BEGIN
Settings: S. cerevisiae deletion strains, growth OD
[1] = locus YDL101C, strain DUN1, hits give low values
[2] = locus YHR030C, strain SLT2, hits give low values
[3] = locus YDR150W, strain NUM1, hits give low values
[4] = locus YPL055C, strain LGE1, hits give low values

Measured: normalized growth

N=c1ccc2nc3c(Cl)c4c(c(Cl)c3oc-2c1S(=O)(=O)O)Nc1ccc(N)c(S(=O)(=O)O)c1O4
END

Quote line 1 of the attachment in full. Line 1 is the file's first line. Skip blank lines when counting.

Settings: S. cerevisiae deletion strains, growth OD